Compromises will need to be made as the Student Association moves toward changing GW’s Guide to Student Rights and Responsibilities, administrators and SA senators said.
The SA Senate adopted a series of recommended revisions to the guide last week and will pass them along to the Joint Committee of Faculty and Students and the Board of Trustees for approval after re-working the document with administrators. Sen. Ben Traverse (U-CCAS), who led a special committee to look into the document, said he envisions a tough road ahead.
“From what I’ve heard from all the administrators I’ve talked to, the Guide to Student Rights is sort of a sacred document,” Traverse said. “They don’t really like to touch it or open it up for editing.”
Proposed changes include reorganizing the document to eliminate overlaps with other sets of regulations, greater protections for fraternities and sororities, and limits on what punishments the University may impose for certain violations. Administrators said senators will have to provide specific arguments for many of the proposals.
“The University is going to want to know why these are concerns that the Student Association has,” said Peter Konwerski, special assistant to the senior vice president for Student and Academic Support Services. “I would want to have some more background on why they’re asking for these changes.”
While they said they had not had the opportunity to thoroughly review the proposed changes, officials said they were hesitant about some of the ideas in the report. One area of contention was a clause that prevents Greek-letter organizations from being punished for the actions of its members outside of group-sponsored events.
“We’d probably have to spend some time talking about that one,” said Mark Levine, senior assistant dean for the Community Living and Learning Center. “Certain organizations sign on to certain agreements to be registered as a student group … It would have to depend on a lot of things.”
Levine also said he was unsure whether a proposal for the guide to specify maximum sanctions for violations of the University’s Code of Conduct would be passed, saying it might deny University Hearing Boards the ability to assess matters on a case-by-case basis.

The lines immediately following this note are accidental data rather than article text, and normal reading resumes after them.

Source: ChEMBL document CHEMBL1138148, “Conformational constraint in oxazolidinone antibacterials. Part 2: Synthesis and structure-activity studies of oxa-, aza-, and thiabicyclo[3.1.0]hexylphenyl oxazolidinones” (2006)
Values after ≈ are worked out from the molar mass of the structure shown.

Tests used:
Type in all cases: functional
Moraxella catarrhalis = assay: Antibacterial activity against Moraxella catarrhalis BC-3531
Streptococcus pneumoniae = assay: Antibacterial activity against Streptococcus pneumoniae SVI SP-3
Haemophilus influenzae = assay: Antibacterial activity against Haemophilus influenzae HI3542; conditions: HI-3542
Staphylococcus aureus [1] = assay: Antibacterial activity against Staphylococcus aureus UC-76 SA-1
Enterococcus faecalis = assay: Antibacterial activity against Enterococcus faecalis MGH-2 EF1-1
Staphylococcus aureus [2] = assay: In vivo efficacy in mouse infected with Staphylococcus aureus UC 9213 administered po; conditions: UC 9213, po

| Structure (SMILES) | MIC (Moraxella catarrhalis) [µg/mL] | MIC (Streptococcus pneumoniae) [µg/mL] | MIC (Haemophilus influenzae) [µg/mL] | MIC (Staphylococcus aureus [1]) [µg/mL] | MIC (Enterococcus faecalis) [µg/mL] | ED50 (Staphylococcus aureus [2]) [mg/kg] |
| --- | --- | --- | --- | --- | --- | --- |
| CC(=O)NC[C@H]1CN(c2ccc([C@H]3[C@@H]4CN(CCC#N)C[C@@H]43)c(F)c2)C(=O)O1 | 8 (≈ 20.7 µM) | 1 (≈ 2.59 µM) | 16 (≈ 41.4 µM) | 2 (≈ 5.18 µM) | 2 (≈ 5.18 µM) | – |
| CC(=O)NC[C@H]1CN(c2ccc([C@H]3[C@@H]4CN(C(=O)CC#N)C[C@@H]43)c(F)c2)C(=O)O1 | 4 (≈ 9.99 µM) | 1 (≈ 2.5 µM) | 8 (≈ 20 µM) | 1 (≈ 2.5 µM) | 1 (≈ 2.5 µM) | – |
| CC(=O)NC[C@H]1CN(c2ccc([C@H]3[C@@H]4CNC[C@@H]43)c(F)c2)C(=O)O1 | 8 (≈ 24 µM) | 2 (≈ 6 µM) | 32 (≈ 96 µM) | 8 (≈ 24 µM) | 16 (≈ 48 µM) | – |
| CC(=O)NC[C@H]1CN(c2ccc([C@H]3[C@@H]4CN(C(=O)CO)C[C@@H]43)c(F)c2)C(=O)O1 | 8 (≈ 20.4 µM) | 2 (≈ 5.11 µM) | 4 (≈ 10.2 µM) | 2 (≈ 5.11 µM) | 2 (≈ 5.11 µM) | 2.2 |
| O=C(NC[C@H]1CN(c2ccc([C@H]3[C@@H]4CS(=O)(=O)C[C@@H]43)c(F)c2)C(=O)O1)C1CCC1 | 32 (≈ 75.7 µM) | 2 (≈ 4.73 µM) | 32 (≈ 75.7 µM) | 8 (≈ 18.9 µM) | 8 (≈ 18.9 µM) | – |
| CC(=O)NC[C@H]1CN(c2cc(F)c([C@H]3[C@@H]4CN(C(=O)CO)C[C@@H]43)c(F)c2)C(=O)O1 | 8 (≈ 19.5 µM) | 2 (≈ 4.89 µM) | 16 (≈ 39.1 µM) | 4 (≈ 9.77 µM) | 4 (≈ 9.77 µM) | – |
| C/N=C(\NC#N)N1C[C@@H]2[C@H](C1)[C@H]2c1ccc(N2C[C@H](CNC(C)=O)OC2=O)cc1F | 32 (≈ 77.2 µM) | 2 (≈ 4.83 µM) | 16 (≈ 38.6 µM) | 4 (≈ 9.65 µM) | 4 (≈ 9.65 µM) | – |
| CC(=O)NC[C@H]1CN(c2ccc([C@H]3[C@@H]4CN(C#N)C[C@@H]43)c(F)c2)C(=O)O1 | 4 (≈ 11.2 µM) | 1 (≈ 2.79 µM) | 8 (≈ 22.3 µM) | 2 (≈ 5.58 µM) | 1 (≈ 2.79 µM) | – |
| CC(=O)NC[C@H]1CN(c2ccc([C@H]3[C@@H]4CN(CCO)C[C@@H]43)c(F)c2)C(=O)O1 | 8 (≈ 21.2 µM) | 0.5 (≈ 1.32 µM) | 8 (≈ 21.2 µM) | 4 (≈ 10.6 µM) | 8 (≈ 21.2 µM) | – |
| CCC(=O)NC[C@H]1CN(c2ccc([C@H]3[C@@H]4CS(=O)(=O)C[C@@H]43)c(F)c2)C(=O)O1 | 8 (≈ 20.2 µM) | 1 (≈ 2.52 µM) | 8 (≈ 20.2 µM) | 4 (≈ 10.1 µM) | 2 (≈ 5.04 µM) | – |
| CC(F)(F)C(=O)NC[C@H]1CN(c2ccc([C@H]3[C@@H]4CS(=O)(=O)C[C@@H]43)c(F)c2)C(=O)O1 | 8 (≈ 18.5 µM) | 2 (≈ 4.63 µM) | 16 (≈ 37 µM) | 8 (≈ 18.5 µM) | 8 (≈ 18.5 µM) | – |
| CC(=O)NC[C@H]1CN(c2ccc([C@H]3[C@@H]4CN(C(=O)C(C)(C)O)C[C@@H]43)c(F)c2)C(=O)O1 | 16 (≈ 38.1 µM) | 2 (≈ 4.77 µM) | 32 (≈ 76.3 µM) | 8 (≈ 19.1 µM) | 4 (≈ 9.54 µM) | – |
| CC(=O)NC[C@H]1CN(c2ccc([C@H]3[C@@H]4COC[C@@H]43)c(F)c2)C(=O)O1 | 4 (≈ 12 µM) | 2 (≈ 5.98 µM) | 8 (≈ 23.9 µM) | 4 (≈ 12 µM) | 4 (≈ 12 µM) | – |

Currently, only minimum sanctions are stated in the Code of Conduct.
“I think in some cases it’s been helpful for students on the Hearing Boards to not have maximum sanctions because it gives them more flexibility,” he said. “This hasn’t been something that the Hearing Board members themselves – those who are involved in the process – have come forth saying we should have.”
Recommendations by the committee to grant the SA authority to appoint members to the Hearing Boards also drew criticism. Officials said such a move is unprecedented and would give the body too much authority.
“I think it would help to look at what other schools do with that type of procedure,” Levine said. “From how it’s described, that doesn’t sound like it’s the way other universities around the country are doing things.”
Konwerski said the SA already has the ability to make recommendations for hearing board members.
“If the Student Association would like to give recommendations and submit names of people, I’m sure they’d have the opportunity to work closely with the Student Judicial Services office,” Konwerski said. “I don’t think they should ever have full control.”
SA members plan to meet with administrators when the Senate reconvenes next year to talk more about the proposals. Executive Vice President-elect Anyah Dembling said the guide will be on top of the Senate’s agenda.
“It’s a big priority for this senate,” Dembling said.
Senators acknowledged the need to discuss the issue. While she said she was not sure what the final document would look like, Dembling said she was confident something would come from the committee’s work.
This article appeared in the April 22, 2004 issue of the Hatchet.